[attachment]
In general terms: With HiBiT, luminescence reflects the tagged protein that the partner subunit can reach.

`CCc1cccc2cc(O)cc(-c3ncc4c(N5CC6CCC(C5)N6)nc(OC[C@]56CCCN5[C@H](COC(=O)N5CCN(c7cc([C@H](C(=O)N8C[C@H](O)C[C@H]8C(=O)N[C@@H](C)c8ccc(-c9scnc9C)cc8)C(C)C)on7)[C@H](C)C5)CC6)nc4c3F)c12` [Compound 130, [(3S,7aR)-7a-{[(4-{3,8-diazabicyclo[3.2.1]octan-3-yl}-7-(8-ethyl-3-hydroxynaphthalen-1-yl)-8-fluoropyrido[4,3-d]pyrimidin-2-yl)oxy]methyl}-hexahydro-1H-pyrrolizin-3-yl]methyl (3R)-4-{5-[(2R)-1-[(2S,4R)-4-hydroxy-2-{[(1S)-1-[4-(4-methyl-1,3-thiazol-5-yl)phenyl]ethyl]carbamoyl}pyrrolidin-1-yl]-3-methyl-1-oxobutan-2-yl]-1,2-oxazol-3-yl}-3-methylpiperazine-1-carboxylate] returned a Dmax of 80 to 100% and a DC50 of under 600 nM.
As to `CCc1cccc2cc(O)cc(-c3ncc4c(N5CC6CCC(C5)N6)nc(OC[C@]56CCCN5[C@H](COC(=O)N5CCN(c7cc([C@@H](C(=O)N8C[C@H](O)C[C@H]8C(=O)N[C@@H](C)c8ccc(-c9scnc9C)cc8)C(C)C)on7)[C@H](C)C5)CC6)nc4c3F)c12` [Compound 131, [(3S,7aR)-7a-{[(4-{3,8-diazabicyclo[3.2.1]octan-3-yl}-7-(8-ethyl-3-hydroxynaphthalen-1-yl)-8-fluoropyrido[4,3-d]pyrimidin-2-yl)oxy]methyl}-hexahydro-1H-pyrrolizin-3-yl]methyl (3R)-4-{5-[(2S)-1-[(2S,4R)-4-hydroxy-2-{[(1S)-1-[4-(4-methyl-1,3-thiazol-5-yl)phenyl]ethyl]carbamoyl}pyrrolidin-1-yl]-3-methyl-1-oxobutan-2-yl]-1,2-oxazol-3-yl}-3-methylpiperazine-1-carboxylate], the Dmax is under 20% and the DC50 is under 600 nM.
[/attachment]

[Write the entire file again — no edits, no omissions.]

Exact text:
In general terms: With HiBiT, luminescence reflects the tagged protein that the partner subunit can reach.

`CCc1cccc2cc(O)cc(-c3ncc4c(N5CC6CCC(C5)N6)nc(OC[C@]56CCCN5[C@H](COC(=O)N5CCN(c7cc([C@H](C(=O)N8C[C@H](O)C[C@H]8C(=O)N[C@@H](C)c8ccc(-c9scnc9C)cc8)C(C)C)on7)[C@H](C)C5)CC6)nc4c3F)c12` [Compound 130, [(3S,7aR)-7a-{[(4-{3,8-diazabicyclo[3.2.1]octan-3-yl}-7-(8-ethyl-3-hydroxynaphthalen-1-yl)-8-fluoropyrido[4,3-d]pyrimidin-2-yl)oxy]methyl}-hexahydro-1H-pyrrolizin-3-yl]methyl (3R)-4-{5-[(2R)-1-[(2S,4R)-4-hydroxy-2-{[(1S)-1-[4-(4-methyl-1,3-thiazol-5-yl)phenyl]ethyl]carbamoyl}pyrrolidin-1-yl]-3-methyl-1-oxobutan-2-yl]-1,2-oxazol-3-yl}-3-methylpiperazine-1-carboxylate] returned a Dmax of 80 to 100% and a DC50 of under 600 nM.
As to `CCc1cccc2cc(O)cc(-c3ncc4c(N5CC6CCC(C5)N6)nc(OC[C@]56CCCN5[C@H](COC(=O)N5CCN(c7cc([C@@H](C(=O)N8C[C@H](O)C[C@H]8C(=O)N[C@@H](C)c8ccc(-c9scnc9C)cc8)C(C)C)on7)[C@H](C)C5)CC6)nc4c3F)c12` [Compound 131, [(3S,7aR)-7a-{[(4-{3,8-diazabicyclo[3.2.1]octan-3-yl}-7-(8-ethyl-3-hydroxynaphthalen-1-yl)-8-fluoropyrido[4,3-d]pyrimidin-2-yl)oxy]methyl}-hexahydro-1H-pyrrolizin-3-yl]methyl (3R)-4-{5-[(2S)-1-[(2S,4R)-4-hydroxy-2-{[(1S)-1-[4-(4-methyl-1,3-thiazol-5-yl)phenyl]ethyl]carbamoyl}pyrrolidin-1-yl]-3-methyl-1-oxobutan-2-yl]-1,2-oxazol-3-yl}-3-methylpiperazine-1-carboxylate], the Dmax is under 20% and the DC50 is under 600 nM.